* Our thoughts and prayers go out to the people of Oklahoma. [CNN]
* The IRS and the Treasury Department better watch out, because it seems that the “next logical step” for the tea party victims of heightened scrutiny leads right up the courthouse stairs. [ABC News]
* #Whatshouldwecallme after advising on the $1.1 billion Yahoo/Tumblr deal? Kind of a big deal. The Biglaw firms doing the underlying legal work are Simpson Thatcher and Gunderson Dettmer. [Am Law Daily]
* The Mirena MDL judge thinks female attorneys should be on the all-male executive committee. If this is “strategic gender placement,” the strategy is to look bad publicly. [Thomson Reuters News & Insight]
* The Travers Smith trainee who was fired for getting pregnant is due in court this June to find out what type of compensation she’ll receive for being discriminated against by the firm. You go girl! [Daily Mail]
* There’s trouble in paradise: lawyers in the Jodi Arias case unsuccessfully attempted to get a mistrial and withdraw from representation — for the second time — during its punishment phase. [Fox News]
Ten years ago, I co-authored a book that analyzed in all 50 states the existing analogues to the federal multidistrict litigation process. (Some states have analogues; some do not; some have procedures that serve the same purpose through very different mechanisms.)
Don’t scoff! That book served a public purpose, because the information was not then available anywhere else. And it served a business development purpose: If you work at a large firm, you don’t want to defend one-off product liability cases, because the fees won’t bear the big-firm freight. But you do want to defend those silly products cases the instant they transmogrify into mass torts. What’s the point at which the client knows that it is confronting a truly big and bad mass tort? When it’s defending not only a federal MDL, but statewide coordinated proceedings, too. Presto! Time to retain yours truly, the expert in that untrodden field!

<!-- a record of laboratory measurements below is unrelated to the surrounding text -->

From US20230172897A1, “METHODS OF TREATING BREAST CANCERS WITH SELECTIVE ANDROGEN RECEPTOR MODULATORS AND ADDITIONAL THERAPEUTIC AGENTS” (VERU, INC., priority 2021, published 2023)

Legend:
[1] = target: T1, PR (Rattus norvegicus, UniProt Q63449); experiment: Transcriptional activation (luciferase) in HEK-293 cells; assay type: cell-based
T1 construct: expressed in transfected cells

Having written the book, my co-authors and I naturally publicized it. We published articles summarizing the substance of the book; explaining how to draft mini-MDL statutes; and, for publication in specific state bar journals, analyses of the mini-MDL processes available in certain populous states. Although I can’t find an online link to the piece, we wrote in a Ohio bar journal that Ohio was the most populous state not to have a formal procedure for coordinating related lawsuits filed in many counties.
Naturally, this triggered some thought in the Ohio bench and bar about whether the state should catch up with the rest of the world. In 2004, more or less, some judicial committee called to solicit my help (and that of my co-authors) in creating a mini-MDL procedure in Ohio.
Popping open that box is the only compensation I’ll ever get for having written that book, because I’m no longer in the private practice of law (so I can no longer use a publication to try to attract clients) and I negotiated an advance payment to my firm (back when I was a partner at Jones Day) that basically guarantees I’ll never get any royalties from this project. That leaves as compensation only the joy of holding the book in my hands for the first time and the satisfaction of knowing that a few people will find the treatise to be worthwhile.
I’ve now held the book in my hands, so that little thrill is behind me. But the treatise is also worthwhile, and I’ll prove it….
I’m fast approaching the two-year anniversary of my move in-house, and I don’t often look back wistfully on my former life as a partner at one of the world’s largest law firms.
But last Tuesday was different. Please bear with me.
For 25 years, I practiced, and tried to develop new business, in the complex litigation space. I worked at a firm that wasn’t interested in defending companies in one-off pharmaceutical product liability or Automobile Dealers’ Day In Court Act cases. Those cases were frequently insured (and the carriers often wouldn’t agree to pay our rates) or otherwise too small to fry. But the moment one of those silly little cases morphed into something real — a mass tort or a Dealers’ Act class action — we were chomping at the bit to get retained.